In this past weeks parsha, Tazria-Metzorah, we read about tzora'as and what happened when someone spoke lashon hara.I want to share the following lessons with you.
Tzora'as didn't start off on the skin. At first, it went onto the person's house, then their clothing and then their skin.
We see from this that Hashem has rachmanus on a person. When He wants to wake someone up to do teshuva, He starts with something a little further away. If the person doesn't take the message, then He will come with a message closer to home.
Wake up calls aren't easy. We are put into this world to become better people and improve our middos. Let us try to take messages to change for the better from things going on around us that are further away...because unfortunately nowadays there are plenty of messages we can take by looking at the things going on around us...before it gets closer to home.
We also see from this that externals are not so important. What matters is not a fancy house or clothes but how you elevate what you have and do mitzvos with them.
It used to bother me (and it still does, to some extent) when I'd see mothers walking around looking like shlumps. It is no mitzvah to look like you just rolled out of bed and are having such a hard time coping with your little children. Yes, it's a challenge to take care of these little ones. But it's a gift. It's not always easy but which mother would ever give up any one of her children? Yes, it's tiring. Yes, it's a job-and many times it's a hard job. But at the same time, when you walk outside you need to look like a person.
I feel like it is a kiddush Hashem when a mother with little kids looks put together. People look. And people talk. Whether you like it or not people do pass judgement when they see you-and when they see someone who looks like she has it all going good and fine it is a simple kiddush Hashem.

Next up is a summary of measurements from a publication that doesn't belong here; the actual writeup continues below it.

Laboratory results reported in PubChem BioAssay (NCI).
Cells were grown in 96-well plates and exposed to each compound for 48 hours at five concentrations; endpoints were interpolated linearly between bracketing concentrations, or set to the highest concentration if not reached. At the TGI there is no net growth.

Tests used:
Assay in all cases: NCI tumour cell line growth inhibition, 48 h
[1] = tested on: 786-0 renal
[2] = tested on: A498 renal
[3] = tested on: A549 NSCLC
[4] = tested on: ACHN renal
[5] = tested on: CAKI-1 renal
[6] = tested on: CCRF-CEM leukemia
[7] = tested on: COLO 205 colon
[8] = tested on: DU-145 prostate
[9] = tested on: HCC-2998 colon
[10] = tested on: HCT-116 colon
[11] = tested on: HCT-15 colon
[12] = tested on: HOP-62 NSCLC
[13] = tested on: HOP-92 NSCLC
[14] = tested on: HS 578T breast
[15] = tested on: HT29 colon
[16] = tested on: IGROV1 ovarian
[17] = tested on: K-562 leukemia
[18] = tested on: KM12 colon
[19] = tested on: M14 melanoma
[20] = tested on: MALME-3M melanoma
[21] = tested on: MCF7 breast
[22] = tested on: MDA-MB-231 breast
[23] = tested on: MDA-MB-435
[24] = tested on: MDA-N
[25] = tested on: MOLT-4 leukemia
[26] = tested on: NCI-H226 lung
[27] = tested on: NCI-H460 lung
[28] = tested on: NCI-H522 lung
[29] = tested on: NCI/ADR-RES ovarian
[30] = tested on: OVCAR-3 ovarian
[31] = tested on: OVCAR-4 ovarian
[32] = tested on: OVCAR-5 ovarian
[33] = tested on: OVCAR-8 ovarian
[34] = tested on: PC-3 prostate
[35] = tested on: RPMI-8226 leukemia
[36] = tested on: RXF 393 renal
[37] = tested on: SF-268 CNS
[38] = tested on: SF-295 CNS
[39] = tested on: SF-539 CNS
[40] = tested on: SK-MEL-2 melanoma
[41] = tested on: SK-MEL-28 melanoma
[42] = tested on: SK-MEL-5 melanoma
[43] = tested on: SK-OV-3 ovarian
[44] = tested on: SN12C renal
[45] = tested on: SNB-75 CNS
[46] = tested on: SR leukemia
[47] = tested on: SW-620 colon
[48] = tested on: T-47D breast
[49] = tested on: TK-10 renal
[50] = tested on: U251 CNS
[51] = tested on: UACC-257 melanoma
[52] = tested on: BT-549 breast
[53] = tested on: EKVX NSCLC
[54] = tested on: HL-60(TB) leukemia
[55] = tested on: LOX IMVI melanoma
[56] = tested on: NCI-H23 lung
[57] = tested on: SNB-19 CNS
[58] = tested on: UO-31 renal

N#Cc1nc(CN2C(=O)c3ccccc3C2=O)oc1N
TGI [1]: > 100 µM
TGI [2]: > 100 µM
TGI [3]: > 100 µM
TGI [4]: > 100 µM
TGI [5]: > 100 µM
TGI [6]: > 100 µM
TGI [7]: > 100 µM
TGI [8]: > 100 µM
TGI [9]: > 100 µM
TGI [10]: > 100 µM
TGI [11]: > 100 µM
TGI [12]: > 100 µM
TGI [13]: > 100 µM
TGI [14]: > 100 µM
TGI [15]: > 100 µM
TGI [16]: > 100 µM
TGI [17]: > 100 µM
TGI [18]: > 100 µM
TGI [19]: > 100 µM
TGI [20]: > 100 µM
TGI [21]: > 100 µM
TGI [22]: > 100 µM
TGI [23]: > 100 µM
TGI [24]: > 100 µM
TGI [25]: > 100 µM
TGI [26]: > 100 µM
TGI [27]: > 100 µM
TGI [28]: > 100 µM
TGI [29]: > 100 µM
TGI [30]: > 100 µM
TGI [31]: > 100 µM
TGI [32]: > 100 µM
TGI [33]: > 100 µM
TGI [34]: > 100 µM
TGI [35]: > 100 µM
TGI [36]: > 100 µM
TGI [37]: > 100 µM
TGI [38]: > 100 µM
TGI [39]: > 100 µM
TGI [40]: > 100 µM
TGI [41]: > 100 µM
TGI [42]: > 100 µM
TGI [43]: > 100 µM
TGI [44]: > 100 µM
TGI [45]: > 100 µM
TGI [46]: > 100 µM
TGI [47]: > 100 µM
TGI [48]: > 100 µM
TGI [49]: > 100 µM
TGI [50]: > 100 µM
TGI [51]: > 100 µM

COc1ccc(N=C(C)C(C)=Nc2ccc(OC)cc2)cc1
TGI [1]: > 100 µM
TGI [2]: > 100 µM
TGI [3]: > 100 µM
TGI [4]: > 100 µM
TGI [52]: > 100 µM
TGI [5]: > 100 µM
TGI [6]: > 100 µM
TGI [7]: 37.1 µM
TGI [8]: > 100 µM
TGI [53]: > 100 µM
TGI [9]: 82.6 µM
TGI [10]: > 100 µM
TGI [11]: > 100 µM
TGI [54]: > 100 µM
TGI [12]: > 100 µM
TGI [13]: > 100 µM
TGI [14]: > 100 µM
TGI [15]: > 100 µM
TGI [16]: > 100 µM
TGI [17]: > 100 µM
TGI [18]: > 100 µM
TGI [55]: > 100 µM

Some people think a kiddush Hashem is only around non-Jews but that's not true. Every person walking down the street is a representation of our nation. Jewish people are looking too-and when they see you, they should feel lucky to be part of a nation like ours, not embarrassed or ashamed.
I was recently in a kiddie gym in Lakewood. When I saw the way the entrance fee worked, I said to myself, only in Lakewood can you see something so nice. There was a little pushka kind of box right inside the room with a sign on it. I took a picture of the sign because I was so in awe when I saw it. It said: "If paying by credit card please put the credit card number, exp number, number of children that played, phone number and name on card in the box..." There was no one there collecting the money or checking if each person who came in paid. There was trust. Because we are all part of the Jewish nation. It made me feel so special and so lucky to be part of a nation like ours! And when I watched each of the parents come in and stick the right amount of money into the little pushka for their kids, it gave me that feeling all over again.
Who ever thought a kiddush Hashem could be that simple?
Yes, doing the right thing, dressing in a way that is respectable, walking outside with a cheerful demeanor...all these things make people look at Jewish people with a positive light. And that is how you can elevate externals to a higher level.